ILS, created five years ago, may be an exception. Andersen wanted to bolster Northwestern's computer-science department, so it offered $15 million to start the institute. Today, ILS employs an inter- disciplinary staff of teaching faculty from Northwestern plus graphic artists, video-production technicians, and graduate students. It houses 18 "fellows," who are employees of its corporate sponsors: Andersen, Ameritech, and British utility North West Water. After two years, fellows earn master's degrees and take Schank's thinking back to their companies.

Why the corporate tie-in? "That's where the money is," Schank says bluntly. Since learning concepts are the same whether the student is an adult or a child, companies provide invaluable testing labs--without the politics involved in using new educational materials in the schools. "All [that companies] are interested in is if it works and will it save money," says Schank.

SMARTEST MOVE. That's a major reason Andersen, which spends $200 million annually on training for its 30,000 employees, wants to extend its support of ILS for five more years. Schank's group developed a 36-hour multimedia PC version to replace Andersen's 80-hour business-practices course, previously taken by every new consultant at one of two training centers. In one segment, for instance, students play the role of a human resources manager for a manufacturing plant. They are faced with decisions about salaries, training, and promotion for a cast of employees whose performance histories can be investigated at the touch of a button. Anderson's top consultants provide plenty of advice in the form of video "war stories" culled from taped interviews. By no longer sending employees to its centers for training, Anderson saves up to $10 million a year, says Partner John D. Smith.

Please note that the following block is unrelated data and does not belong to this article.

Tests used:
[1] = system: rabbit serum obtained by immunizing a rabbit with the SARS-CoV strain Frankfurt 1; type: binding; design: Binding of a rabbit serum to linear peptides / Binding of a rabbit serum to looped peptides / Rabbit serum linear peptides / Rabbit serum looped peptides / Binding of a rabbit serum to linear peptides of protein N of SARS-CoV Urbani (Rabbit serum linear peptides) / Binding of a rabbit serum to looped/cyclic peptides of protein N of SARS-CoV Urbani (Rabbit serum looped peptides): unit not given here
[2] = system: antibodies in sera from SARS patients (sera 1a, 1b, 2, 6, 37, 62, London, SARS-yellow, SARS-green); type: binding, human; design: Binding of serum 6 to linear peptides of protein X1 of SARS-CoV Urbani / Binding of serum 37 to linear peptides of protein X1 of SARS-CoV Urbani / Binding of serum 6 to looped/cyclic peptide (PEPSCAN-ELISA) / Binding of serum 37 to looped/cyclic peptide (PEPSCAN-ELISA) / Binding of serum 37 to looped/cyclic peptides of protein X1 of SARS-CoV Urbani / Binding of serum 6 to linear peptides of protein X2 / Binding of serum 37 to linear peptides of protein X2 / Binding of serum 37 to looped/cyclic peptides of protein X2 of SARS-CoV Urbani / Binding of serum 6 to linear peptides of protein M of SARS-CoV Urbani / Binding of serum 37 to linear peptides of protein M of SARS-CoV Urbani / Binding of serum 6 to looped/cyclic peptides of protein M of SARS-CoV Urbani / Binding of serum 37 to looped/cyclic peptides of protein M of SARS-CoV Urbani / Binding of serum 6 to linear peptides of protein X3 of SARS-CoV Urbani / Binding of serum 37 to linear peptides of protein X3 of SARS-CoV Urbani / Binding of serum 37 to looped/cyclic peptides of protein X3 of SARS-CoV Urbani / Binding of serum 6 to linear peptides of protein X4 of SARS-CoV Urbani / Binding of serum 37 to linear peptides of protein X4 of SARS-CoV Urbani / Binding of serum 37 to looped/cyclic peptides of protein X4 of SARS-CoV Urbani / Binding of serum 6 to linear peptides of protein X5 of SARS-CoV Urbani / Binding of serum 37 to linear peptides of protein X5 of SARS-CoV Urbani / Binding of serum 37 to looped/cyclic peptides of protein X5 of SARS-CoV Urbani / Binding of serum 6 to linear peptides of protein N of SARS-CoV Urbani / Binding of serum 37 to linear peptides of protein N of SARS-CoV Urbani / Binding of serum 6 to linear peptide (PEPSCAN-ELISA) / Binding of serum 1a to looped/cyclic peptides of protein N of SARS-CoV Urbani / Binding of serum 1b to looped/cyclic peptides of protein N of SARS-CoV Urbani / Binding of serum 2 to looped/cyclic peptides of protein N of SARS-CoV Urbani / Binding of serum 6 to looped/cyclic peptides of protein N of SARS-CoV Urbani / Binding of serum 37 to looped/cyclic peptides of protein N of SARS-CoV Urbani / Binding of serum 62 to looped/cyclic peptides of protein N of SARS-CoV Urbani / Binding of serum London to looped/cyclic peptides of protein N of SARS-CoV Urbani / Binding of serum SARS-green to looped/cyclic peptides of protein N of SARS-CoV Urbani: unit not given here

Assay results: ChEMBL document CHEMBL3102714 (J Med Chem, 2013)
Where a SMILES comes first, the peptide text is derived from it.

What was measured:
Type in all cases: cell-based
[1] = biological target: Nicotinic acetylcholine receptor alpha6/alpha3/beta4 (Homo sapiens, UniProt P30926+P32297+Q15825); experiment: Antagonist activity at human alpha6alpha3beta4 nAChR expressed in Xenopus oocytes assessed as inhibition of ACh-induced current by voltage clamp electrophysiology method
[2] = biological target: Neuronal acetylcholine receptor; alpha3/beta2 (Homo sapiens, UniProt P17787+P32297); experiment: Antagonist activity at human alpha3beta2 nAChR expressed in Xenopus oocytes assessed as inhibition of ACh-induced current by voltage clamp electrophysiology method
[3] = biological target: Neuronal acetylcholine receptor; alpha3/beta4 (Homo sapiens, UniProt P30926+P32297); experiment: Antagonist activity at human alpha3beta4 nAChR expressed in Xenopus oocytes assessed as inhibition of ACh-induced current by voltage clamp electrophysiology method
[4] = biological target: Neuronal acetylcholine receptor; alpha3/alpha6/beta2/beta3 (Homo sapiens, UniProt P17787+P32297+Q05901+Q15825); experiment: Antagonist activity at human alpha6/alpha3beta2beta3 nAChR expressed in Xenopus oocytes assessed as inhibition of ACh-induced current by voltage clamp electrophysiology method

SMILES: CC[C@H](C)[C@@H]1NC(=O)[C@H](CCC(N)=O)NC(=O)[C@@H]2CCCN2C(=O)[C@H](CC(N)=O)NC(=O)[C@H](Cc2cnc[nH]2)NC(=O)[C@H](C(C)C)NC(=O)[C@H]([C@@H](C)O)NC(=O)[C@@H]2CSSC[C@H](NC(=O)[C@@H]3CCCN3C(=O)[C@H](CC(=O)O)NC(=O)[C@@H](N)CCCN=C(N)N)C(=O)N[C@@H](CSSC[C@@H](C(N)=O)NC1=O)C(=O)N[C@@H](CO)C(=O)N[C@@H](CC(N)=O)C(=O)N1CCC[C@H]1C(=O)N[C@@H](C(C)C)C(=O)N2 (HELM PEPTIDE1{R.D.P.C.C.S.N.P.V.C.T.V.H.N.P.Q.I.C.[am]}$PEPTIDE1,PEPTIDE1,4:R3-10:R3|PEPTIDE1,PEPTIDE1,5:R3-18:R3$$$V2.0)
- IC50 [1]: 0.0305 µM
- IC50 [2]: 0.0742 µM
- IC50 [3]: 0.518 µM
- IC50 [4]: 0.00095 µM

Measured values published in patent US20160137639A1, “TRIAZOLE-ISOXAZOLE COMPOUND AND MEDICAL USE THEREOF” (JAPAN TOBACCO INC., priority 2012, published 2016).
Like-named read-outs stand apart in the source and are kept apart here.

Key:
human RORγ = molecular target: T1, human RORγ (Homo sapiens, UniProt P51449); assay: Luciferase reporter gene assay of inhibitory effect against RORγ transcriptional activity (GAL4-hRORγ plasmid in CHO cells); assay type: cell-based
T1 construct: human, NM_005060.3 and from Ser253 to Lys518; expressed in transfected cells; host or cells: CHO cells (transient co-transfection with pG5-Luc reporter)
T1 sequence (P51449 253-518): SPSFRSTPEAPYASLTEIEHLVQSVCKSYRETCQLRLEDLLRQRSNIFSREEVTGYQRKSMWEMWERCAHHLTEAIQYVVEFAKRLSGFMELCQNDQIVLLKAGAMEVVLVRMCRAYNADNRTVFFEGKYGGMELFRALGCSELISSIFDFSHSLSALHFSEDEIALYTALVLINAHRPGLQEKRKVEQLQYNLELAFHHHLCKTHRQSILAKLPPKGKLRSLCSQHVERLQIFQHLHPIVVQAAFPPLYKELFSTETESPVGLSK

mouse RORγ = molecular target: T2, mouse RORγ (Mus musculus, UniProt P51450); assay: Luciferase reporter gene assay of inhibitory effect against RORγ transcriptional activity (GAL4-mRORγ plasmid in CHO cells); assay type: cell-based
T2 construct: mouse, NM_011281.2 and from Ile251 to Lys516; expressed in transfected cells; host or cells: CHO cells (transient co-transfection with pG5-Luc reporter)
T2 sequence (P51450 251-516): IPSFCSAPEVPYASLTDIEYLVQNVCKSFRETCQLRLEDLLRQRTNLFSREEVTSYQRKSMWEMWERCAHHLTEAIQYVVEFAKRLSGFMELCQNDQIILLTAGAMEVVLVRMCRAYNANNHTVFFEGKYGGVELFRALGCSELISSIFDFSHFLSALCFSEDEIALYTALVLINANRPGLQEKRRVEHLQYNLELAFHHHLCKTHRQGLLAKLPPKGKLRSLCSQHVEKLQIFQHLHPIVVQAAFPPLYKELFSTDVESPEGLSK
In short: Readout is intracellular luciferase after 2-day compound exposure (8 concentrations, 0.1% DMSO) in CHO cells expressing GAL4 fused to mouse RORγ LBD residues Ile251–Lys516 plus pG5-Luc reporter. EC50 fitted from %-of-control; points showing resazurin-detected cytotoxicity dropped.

Corporate training may not be the only use for such tools. Baby Bell Ameritech Corp. has spent more than $1.5 million to sponsor ILS research in hopes that it will lead to interactive products for use on the Information Superhighway. "Roger is working on reshaping the way people interact with information, and that fits our vision of wanting to manage information for customers," says Ameritech Vice-President James A. Goetz.

Yet Schank's top goal remains better education for kids. He hopes to have ILS software ready for schools within three years, but some software developers doubt that Schank, a perfectionist, will produce software cheaply enough to make it commercially viable. Says one: "They've got decent products, but decent isn't what Schank is about. It may take someone else to bring these to market."

Whoever commercializes ILS's ideas, the technology is overdue. Artificial-intelligence experts "have promised things that probably can't be built, like the all-knowing machines that you see in Star Trek," Schank says. "But maybe we could build a machine that's good as a teacher." That would be his smartest move yet.

Before it's here, it's on the Bloomberg Terminal.